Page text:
November 5, 2013; National Journal


The creativity of the Koch brothers’ political expression is working through a variety of tax-exempt structures beyond the typical focus of 501(c)(4) social welfare organizations. Not surprisingly, the sharp-eyed Citizens for Responsibility and Ethics in Washington (CREW) has noticed, and has requested that the Internal Revenue Service take notice as well.

CREW is asking for an investigation of Freedom Partners, a 501(c)(6) trade association that distributed $235 million to a variety of conservative groups last year. What is the trade that Freedom Partners’ members pursue? It’s a little difficult to discern. On its website, Freedom Partners describes itself as a “501(c)(6) chamber of commerce that promotes the benefits of free markets and a free society.” The website claims—but doesn’t identify—200 businesses that are members of this chamber of commerce, and the five-person board is eclectic: two officers of Koch companies, a third who formerly worked for the Koch business empire but now owns franchises of a swimming pool maintenance and repair company, a fourth who is a longtime Republican operative working for the likes of Mike Pence and Oliver North, and the last a real estate development company CEO.

The business or trade that unites the members of Freedom Partners seems to be an ideological posture, rather than a specific or even broadly defined business interest. As Michael Wyland wrote for the NPQ Newswire, the creation and growth of Freedom Partners demonstrates several challenges for campaign finance reform, that “there’s more than one way to use nonprofit organizations to conceal the identities of donors…[that] the same monies may be moved from group to group, making it even less clear who ultimately benefits from the donor’s gift…[and that] current laws and regulations allow nonprofit groups like Freedom Partners to organize and carry on activities for significant periods of time before being required to report their activities to the government.”

We also pointed out in another NPQ Newswire the role of Freedom Partners in the gathering of groups that plotted the partial government shutdown, even to the consternation of other conservatively-minded legitimate business trade associations that had no interest in the right wing’s flirtation with debt default.

Like us, CREW seems unable to find a common business interest behind the members of Freedom Partners, making it comprehensible as a 501(c)(6) business league or trade association. CREW is challenging both Freedom Partners’ 501(c)(6) bona fides and the IRS’s standards for review of 501(c)(6)s, according to CREW executive director Melanie Sloan, to “nip abuse of 501(c)(6) status before it gets out of hand” as the nation heads into the 2014 electoral cycle.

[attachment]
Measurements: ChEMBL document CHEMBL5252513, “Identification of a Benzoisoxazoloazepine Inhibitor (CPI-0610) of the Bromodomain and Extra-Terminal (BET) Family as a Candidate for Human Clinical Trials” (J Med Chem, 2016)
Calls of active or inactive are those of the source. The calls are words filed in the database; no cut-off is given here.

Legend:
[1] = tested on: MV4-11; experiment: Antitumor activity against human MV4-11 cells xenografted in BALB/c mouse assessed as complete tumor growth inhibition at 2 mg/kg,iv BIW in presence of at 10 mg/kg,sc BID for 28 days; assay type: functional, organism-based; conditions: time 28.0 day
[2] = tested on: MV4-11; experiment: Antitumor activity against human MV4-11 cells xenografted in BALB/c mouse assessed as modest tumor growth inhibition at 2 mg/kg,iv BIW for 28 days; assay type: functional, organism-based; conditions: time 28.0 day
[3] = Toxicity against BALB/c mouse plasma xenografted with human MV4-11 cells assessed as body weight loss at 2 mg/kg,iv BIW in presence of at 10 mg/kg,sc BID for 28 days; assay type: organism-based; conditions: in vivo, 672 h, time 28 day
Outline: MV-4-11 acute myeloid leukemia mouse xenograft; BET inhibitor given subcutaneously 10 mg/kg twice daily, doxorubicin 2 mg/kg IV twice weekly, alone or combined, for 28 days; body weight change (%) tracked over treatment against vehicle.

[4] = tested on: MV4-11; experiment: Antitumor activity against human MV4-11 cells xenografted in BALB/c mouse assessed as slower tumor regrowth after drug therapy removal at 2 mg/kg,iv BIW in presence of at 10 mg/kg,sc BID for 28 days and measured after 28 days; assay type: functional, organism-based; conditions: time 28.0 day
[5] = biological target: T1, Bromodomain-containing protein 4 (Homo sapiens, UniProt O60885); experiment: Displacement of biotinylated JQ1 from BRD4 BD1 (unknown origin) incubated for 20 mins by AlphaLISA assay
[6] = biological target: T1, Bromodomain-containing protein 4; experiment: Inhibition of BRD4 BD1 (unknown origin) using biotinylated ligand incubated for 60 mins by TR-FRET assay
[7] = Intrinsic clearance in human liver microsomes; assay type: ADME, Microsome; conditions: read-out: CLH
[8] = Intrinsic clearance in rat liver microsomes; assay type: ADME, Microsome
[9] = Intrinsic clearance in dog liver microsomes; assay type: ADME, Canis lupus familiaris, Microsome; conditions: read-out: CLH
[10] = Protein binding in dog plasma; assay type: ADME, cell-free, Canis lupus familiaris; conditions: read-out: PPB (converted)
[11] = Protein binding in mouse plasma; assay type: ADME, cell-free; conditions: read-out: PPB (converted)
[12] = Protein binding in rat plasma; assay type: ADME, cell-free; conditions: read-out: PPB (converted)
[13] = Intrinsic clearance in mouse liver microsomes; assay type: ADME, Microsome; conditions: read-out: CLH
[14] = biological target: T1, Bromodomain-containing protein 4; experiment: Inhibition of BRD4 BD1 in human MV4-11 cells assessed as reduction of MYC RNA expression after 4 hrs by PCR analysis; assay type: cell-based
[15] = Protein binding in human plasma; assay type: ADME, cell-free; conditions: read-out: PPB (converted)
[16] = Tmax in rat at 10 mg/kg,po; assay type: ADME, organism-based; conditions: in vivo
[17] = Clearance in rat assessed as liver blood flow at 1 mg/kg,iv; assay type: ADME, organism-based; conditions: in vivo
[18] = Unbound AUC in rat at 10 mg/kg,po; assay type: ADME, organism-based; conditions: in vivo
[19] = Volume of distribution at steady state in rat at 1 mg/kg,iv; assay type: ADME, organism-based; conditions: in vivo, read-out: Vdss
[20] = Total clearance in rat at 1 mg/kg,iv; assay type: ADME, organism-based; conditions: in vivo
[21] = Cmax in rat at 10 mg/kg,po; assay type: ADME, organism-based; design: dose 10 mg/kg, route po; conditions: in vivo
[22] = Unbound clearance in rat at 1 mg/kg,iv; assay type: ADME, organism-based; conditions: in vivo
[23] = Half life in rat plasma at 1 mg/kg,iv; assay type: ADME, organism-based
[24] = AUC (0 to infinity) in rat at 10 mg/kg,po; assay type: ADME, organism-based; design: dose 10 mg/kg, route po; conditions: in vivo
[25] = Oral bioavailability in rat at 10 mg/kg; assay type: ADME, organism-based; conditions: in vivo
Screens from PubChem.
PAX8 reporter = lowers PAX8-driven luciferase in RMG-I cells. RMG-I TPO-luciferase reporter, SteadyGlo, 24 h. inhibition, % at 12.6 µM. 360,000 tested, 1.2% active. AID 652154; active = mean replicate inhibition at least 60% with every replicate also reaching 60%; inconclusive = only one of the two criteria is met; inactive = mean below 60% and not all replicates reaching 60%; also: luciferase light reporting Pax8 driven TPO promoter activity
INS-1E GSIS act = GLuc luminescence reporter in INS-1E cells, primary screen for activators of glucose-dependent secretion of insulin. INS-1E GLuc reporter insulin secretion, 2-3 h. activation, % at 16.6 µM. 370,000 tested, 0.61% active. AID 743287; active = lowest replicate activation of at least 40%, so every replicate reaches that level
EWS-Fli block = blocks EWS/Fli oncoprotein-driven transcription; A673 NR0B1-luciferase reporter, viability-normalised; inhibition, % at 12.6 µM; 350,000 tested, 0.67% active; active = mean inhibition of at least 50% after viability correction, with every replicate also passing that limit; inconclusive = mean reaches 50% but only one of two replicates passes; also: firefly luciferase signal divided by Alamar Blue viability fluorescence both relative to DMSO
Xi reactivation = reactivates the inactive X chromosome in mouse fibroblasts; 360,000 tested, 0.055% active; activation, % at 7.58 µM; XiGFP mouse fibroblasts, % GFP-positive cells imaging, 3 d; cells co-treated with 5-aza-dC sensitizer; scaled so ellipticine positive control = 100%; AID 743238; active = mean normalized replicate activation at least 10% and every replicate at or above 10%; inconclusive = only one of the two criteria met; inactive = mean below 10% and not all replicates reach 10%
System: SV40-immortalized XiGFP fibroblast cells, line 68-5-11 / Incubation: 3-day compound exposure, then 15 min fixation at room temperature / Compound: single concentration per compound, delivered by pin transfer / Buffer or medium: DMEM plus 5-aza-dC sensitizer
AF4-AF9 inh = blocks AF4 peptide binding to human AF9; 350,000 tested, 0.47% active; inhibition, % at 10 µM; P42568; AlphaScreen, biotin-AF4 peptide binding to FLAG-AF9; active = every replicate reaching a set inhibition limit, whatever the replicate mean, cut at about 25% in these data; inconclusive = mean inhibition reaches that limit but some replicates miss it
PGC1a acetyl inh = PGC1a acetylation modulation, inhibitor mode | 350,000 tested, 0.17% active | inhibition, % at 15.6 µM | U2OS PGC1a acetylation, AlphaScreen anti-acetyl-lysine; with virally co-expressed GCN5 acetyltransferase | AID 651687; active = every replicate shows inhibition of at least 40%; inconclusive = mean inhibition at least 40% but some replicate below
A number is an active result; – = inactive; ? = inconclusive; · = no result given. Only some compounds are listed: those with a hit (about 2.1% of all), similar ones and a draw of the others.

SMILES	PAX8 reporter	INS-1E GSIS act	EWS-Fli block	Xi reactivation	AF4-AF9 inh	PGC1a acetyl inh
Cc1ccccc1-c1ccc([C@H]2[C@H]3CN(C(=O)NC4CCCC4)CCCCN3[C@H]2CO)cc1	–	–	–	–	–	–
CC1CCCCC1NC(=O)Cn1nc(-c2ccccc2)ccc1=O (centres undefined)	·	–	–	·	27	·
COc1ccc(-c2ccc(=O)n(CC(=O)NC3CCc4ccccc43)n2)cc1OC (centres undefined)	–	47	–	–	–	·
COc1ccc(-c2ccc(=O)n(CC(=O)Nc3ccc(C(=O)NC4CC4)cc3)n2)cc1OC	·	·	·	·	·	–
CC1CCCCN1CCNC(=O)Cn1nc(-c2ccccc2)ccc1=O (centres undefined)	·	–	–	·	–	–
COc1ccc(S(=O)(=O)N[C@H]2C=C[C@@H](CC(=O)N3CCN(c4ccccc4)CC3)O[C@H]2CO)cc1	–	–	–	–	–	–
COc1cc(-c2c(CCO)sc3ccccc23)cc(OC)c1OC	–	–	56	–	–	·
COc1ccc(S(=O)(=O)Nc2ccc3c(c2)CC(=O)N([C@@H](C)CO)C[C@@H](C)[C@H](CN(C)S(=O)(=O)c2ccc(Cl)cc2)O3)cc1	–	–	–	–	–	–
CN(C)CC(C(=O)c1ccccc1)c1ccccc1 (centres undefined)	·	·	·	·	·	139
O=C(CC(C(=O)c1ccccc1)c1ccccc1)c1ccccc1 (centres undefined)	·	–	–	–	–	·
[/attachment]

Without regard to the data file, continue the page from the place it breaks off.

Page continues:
Since 501(c)(6)s can provide as much confidentiality to donors as politically minded (c)(4)s, why would CREW be concerned that Freedom Partners could be a harbinger of “a brand new class of weapons in this battle?” The reason would seem to be that a business that has trouble justifying or writing off its donations to a 501(c)(4), such as to the Koch brothers’ Americans for Prosperity, for example, might be less troubled by regulators and shareholders if it were donating to a “business league” or “chamber of commerce,” even if the business interest were simply an ideological point of view.

As NPQ has long pointed out in its coverage of the National Football League, the notion of a 501(c)(6) as a “business league” with the purpose of promoting a “common business interest,” as the IRS originally defined the tax status, is subject to multiple interpretations. In this case, Sloan and CREW have picked up on that ambiguity that could be misused for electoral purposes. “If there’s a loophole in the tax code,” Sloan says in a statement issued by CREW, “it’s a sure thing that someone will take advantage of it.” The CREW statement noted that Freedom Partners made large general support grants to the likes of the Center to Protect Patient Rights, Americans for Prosperity, and the National Rifle Association, with the common business interest involved being murky to say the least.

Quite usefully, CREW focuses not just on the specifics of Freedom Partners’ dubious status as a business league, but calls on the IRS to clarify its rulemaking and interpretations regarding 501(c)(6)s in general. That’s crucial. CREW isn’t about scoring a point against a political organization of one persuasion while protecting those of another, but questioning the entire structure of what constitutes 501(c)(6) entities, regardless of their politics. It would be quite useful if the IRS were to make a ruling on this matter before the nation is so far into the 2014 election cycle that the only regulation will be after-the-fact and largely unable to stem abuses.—Rick Cohen